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Caught in a Jurisdictional Catch-22 over household water

 

Caught in a Jurisdictional Catch-22 over household water

It has taken sixteen years, but three homeowners in north Aldershot may finally be on the pathway toward a reliable source of water, ending a long and difficult nightmare.

Halton Regional Council finally agreed this week to a complex series of policy changes that would permit the building of a waterline from the City of Hamilton to Mountain Brow Road West in north Aldershot without the need for an amendment to the Official Plan.  The final go-ahead however still rests with Hamilton City Council.

Mountain Brow Road West is a stone’s throw from Waterdown in the City of Hamilton but technically is in Burlington, part of Halton Region. Historically Halton has not permitted cross border water connections without the long, complicated and expensive process of an amendment to the Region’s official plan. Now, that has changed.

The three homeowners on this isolated street, 720, 768 and 780, began noticing a problem with their water supply in 2005. According to a report to Halton Council this week: “Since 2004 industrial and commercial development has been occurring on the north side of Mountain Brow Road West in Hamilton. The residents assert that their well water supplies were sufficient without interruption prior to development occurring on the north side of Mountain Brow Road between 2004 and 2010”.

“We had no water. You don’t flush. You use bottled water at the sink. I used to shower at the Y. It has been awful”, according to Dr. Dennis Callaghan who lives at 768.

The lack of sufficient water set off a long series of meetings and planning applications aimed at finding a solution. The government red tape seemed endless. At various times the Ministry of Environment, the Niagara Escarpment Commission, the Ontario Cabinet, the Cities of Burlington and Hamilton, the Halton Medical Officer of Health and a nearby developer were all involved.

This week’s Regional report contains four-and-a-half pages outlining 39 episodes in a saga that spread over sixteen years.

Hamilton resisted for much of the time over the question of who was at fault and how to resolve the problem. Halton resisted for a long time because of “prescriptive planning policies that prohibit connections outside of a settlement area”.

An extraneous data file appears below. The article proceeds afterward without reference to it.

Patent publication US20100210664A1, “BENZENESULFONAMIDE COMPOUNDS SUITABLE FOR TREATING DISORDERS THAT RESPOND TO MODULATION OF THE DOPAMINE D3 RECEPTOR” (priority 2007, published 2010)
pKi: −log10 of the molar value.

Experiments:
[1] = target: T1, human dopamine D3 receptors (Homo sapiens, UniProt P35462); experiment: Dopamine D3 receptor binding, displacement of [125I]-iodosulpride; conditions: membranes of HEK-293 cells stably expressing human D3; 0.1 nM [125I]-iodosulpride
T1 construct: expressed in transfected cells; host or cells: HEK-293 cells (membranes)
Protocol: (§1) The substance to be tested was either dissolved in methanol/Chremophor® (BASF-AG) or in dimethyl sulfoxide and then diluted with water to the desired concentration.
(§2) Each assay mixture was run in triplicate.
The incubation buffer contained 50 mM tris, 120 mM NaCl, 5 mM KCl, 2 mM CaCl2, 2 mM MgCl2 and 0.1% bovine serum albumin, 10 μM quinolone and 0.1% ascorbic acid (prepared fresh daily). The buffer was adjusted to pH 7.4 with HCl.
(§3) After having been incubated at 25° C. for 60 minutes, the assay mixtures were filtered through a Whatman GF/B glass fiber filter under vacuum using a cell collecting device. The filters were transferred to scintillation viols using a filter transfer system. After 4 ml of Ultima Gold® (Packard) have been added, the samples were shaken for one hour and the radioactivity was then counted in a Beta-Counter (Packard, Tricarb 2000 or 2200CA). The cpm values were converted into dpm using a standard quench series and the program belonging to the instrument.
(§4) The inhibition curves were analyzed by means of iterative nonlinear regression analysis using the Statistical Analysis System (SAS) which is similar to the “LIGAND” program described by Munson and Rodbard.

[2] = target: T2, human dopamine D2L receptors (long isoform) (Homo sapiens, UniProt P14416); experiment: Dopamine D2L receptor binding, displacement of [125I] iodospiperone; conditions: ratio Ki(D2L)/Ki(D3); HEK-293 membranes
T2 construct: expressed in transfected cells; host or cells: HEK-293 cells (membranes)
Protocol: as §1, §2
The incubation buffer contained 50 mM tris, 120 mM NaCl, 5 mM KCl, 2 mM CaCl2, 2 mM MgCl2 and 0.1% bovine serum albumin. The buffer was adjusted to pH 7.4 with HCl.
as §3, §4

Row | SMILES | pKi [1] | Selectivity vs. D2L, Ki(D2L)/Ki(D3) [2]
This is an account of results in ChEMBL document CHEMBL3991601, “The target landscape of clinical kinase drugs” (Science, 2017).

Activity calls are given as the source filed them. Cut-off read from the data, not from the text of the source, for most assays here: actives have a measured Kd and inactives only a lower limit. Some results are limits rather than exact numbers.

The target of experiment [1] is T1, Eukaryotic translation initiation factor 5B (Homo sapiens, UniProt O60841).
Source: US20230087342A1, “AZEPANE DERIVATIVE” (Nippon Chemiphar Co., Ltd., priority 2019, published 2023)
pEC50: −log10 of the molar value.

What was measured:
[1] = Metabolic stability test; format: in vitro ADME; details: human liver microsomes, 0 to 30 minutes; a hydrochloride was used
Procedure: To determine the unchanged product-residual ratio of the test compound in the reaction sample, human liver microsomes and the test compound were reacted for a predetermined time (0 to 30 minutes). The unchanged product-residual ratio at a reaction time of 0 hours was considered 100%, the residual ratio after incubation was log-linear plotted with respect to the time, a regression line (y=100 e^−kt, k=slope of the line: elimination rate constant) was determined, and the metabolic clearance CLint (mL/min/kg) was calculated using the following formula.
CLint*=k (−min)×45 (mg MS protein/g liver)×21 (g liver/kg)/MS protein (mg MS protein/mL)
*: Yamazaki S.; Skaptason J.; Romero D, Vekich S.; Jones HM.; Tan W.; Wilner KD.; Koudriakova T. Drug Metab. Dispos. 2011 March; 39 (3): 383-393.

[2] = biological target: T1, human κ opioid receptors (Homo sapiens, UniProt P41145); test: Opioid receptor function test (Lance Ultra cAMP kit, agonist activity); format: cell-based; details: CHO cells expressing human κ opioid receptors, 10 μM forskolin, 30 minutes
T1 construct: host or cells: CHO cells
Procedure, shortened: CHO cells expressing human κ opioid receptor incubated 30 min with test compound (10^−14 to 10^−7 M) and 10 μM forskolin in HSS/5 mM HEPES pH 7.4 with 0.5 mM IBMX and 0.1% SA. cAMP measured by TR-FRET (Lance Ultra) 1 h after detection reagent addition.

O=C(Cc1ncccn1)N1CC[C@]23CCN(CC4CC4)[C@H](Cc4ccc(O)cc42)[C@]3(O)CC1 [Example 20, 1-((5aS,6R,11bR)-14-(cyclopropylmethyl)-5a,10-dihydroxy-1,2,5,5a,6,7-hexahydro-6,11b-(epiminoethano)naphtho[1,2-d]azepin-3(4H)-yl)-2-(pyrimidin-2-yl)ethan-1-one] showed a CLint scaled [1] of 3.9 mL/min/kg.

At one point, the Ministry of Environment noted: “ bacteria and murky tap water in the summer of 2006 was coincident with the mounding of excavated soil on the property to the north”.

On another occasion, the Ministry issued an order “requiring the municipalities (Hamilton and Halton) to provide sustainable drinking water supply to the property”, but it didn’t happen.

Halton eventually dug another well for Dr. Callahan and it helped for a while, but ultimately dried up too.

“It was hard on the family and still is”, according to Dr. Callahan.

Eventually, the Halton Medical Officer of Health would even encourage the Niagara Escarpment Commission to become part of the solution by writing that “the well yield test results from April 2010 were inadequate to sustain a single-family dwelling”.

Dr. Callaghan spent a lot of money upgrading his rainwater cistern in order to bring water in by truck but Halton staff wrote that this idea “would not be a sustainable solution as directed by the Regional Official Plan”.

The Halton report concluded: “Information to date indicates declining well water supplies to the Mountain Brow Road residents since early 2000s, and there is neither information nor evidence to suggest that the water quantities will rebound particularly given the hydrogeology of the area, the hydraulic characteristics of the shale formation in the area and impacts from developments on the north side of Mountain Brow Road”.

The cost, however remains a concern. Even if Hamilton’s City Council agrees to allow the new water line, the three homeowners will be required to pay the entire cost of installation and maintenance.

Dr. Callahan is not entirely optimistic but remains hopeful.

By Rick Craven

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